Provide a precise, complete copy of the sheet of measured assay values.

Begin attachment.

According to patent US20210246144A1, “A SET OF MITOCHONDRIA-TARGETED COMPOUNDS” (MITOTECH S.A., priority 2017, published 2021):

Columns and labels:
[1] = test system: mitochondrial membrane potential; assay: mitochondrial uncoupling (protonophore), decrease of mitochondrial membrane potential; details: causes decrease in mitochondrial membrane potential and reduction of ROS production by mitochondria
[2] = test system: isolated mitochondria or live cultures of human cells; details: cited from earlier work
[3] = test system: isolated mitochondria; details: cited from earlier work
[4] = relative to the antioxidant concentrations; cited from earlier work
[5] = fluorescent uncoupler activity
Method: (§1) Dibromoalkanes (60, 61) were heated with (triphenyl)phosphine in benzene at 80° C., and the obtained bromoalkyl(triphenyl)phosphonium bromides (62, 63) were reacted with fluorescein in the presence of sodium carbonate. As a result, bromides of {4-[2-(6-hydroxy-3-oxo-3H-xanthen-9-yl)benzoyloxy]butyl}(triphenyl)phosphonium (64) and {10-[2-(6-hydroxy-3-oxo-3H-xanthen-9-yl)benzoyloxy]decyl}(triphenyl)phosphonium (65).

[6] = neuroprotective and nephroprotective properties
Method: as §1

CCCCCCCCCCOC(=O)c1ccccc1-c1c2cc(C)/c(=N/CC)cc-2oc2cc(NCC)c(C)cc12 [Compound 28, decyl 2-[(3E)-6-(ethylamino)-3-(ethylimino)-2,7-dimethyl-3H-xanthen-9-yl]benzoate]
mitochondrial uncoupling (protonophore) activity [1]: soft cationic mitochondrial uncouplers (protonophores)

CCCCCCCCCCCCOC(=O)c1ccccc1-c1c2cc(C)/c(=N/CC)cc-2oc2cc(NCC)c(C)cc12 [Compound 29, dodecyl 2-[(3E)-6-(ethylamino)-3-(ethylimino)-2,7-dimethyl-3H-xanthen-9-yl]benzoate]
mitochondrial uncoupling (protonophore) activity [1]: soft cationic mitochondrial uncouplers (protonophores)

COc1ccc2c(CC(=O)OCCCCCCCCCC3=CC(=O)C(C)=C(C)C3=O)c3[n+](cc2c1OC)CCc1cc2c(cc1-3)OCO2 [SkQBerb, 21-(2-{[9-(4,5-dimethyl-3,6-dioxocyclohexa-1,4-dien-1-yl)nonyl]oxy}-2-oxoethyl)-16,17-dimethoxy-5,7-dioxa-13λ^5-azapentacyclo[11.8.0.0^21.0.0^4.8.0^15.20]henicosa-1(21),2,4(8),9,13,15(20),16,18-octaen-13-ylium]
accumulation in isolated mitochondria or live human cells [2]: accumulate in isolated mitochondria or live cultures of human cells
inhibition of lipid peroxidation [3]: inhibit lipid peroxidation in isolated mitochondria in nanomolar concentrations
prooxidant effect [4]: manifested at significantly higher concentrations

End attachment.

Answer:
According to patent US20210246144A1, “A SET OF MITOCHONDRIA-TARGETED COMPOUNDS” (MITOTECH S.A., priority 2017, published 2021):

Columns and labels:
[1] = test system: mitochondrial membrane potential; assay: mitochondrial uncoupling (protonophore), decrease of mitochondrial membrane potential; details: causes decrease in mitochondrial membrane potential and reduction of ROS production by mitochondria
[2] = test system: isolated mitochondria or live cultures of human cells; details: cited from earlier work
[3] = test system: isolated mitochondria; details: cited from earlier work
[4] = relative to the antioxidant concentrations; cited from earlier work
[5] = fluorescent uncoupler activity
Method: (§1) Dibromoalkanes (60, 61) were heated with (triphenyl)phosphine in benzene at 80° C., and the obtained bromoalkyl(triphenyl)phosphonium bromides (62, 63) were reacted with fluorescein in the presence of sodium carbonate. As a result, bromides of {4-[2-(6-hydroxy-3-oxo-3H-xanthen-9-yl)benzoyloxy]butyl}(triphenyl)phosphonium (64) and {10-[2-(6-hydroxy-3-oxo-3H-xanthen-9-yl)benzoyloxy]decyl}(triphenyl)phosphonium (65).

[6] = neuroprotective and nephroprotective properties
Method: as §1

CCCCCCCCCCOC(=O)c1ccccc1-c1c2cc(C)/c(=N/CC)cc-2oc2cc(NCC)c(C)cc12 [Compound 28, decyl 2-[(3E)-6-(ethylamino)-3-(ethylimino)-2,7-dimethyl-3H-xanthen-9-yl]benzoate]
mitochondrial uncoupling (protonophore) activity [1]: soft cationic mitochondrial uncouplers (protonophores)

CCCCCCCCCCCCOC(=O)c1ccccc1-c1c2cc(C)/c(=N/CC)cc-2oc2cc(NCC)c(C)cc12 [Compound 29, dodecyl 2-[(3E)-6-(ethylamino)-3-(ethylimino)-2,7-dimethyl-3H-xanthen-9-yl]benzoate]
mitochondrial uncoupling (protonophore) activity [1]: soft cationic mitochondrial uncouplers (protonophores)

COc1ccc2c(CC(=O)OCCCCCCCCCC3=CC(=O)C(C)=C(C)C3=O)c3[n+](cc2c1OC)CCc1cc2c(cc1-3)OCO2 [SkQBerb, 21-(2-{[9-(4,5-dimethyl-3,6-dioxocyclohexa-1,4-dien-1-yl)nonyl]oxy}-2-oxoethyl)-16,17-dimethoxy-5,7-dioxa-13λ^5-azapentacyclo[11.8.0.0^21.0.0^4.8.0^15.20]henicosa-1(21),2,4(8),9,13,15(20),16,18-octaen-13-ylium]
accumulation in isolated mitochondria or live human cells [2]: accumulate in isolated mitochondria or live cultures of human cells
inhibition of lipid peroxidation [3]: inhibit lipid peroxidation in isolated mitochondria in nanomolar concentrations
prooxidant effect [4]: manifested at significantly higher concentrations